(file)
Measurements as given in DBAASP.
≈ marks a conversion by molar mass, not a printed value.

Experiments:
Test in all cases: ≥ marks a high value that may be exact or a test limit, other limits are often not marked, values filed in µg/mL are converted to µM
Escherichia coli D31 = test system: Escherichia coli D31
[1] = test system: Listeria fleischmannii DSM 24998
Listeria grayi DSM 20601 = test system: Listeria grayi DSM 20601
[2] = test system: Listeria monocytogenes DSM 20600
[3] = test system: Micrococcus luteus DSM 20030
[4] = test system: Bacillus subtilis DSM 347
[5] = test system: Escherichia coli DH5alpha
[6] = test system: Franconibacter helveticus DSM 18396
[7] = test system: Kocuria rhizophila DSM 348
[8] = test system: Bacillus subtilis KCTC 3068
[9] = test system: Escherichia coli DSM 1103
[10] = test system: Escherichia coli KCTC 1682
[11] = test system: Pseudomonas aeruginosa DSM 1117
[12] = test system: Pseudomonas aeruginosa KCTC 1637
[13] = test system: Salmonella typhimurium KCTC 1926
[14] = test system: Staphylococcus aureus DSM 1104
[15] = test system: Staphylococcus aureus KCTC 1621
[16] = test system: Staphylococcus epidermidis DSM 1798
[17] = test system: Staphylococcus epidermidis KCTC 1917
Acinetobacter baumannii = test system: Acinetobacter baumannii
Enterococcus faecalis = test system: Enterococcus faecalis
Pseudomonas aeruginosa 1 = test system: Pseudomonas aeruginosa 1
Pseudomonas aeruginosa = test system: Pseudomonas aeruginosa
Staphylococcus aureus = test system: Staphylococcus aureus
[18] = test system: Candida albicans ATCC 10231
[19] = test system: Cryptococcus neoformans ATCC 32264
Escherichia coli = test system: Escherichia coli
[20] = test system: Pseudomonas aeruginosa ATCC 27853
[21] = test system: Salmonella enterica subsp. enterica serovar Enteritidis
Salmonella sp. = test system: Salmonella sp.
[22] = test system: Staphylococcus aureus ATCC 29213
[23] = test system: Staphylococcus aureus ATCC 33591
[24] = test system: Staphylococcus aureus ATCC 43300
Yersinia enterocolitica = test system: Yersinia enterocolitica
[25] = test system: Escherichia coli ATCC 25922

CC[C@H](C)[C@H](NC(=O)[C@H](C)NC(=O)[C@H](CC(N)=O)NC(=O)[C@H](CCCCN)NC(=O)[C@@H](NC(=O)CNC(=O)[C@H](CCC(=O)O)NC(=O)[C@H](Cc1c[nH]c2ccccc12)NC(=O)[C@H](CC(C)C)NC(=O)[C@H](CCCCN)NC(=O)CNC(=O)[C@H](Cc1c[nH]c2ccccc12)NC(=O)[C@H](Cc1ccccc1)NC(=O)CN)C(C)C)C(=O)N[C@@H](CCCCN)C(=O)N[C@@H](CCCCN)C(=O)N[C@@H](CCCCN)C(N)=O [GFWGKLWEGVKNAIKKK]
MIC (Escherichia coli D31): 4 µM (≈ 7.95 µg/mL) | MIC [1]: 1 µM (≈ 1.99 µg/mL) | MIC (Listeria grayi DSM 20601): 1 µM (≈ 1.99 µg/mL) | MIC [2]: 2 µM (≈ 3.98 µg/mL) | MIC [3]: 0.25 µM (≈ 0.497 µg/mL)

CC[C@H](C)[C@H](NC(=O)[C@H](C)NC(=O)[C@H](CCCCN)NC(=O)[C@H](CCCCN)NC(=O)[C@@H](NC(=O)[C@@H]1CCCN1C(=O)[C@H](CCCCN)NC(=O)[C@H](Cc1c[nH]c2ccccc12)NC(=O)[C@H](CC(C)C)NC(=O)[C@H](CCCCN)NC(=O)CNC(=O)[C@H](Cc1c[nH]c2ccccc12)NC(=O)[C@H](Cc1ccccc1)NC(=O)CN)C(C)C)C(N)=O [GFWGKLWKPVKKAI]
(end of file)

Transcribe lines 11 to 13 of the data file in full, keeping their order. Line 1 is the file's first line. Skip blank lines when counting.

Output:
[5] = test system: Escherichia coli DH5alpha
[6] = test system: Franconibacter helveticus DSM 18396
[7] = test system: Kocuria rhizophila DSM 348